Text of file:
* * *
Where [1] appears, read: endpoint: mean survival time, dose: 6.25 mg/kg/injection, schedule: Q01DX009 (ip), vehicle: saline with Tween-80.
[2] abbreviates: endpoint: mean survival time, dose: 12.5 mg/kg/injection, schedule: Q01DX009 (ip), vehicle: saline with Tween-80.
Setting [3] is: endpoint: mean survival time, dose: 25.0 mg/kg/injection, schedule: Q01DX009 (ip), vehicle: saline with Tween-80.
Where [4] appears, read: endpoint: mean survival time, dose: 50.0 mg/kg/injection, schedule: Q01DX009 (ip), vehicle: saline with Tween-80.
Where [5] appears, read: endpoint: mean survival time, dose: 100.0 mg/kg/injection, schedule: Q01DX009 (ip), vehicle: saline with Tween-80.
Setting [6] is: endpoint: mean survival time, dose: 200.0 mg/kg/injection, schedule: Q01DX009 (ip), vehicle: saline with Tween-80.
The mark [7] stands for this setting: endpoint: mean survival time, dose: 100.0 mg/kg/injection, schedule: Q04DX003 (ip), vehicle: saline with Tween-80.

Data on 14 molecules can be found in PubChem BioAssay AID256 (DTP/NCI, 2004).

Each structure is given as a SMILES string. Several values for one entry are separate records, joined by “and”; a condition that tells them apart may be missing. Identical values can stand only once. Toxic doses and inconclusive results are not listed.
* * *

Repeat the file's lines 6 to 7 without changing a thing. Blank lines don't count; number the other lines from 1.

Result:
Setting [6] is: endpoint: mean survival time, dose: 200.0 mg/kg/injection, schedule: Q01DX009 (ip), vehicle: saline with Tween-80.
The mark [7] stands for this setting: endpoint: mean survival time, dose: 100.0 mg/kg/injection, schedule: Q04DX003 (ip), vehicle: saline with Tween-80.